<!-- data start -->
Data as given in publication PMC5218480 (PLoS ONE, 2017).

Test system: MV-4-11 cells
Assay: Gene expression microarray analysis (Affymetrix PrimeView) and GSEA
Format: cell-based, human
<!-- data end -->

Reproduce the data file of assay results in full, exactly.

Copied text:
Data as given in publication PMC5218480 (PLoS ONE, 2017).

Test system: MV-4-11 cells
Assay: Gene expression microarray analysis (Affymetrix PrimeView) and GSEA
Format: cell-based, human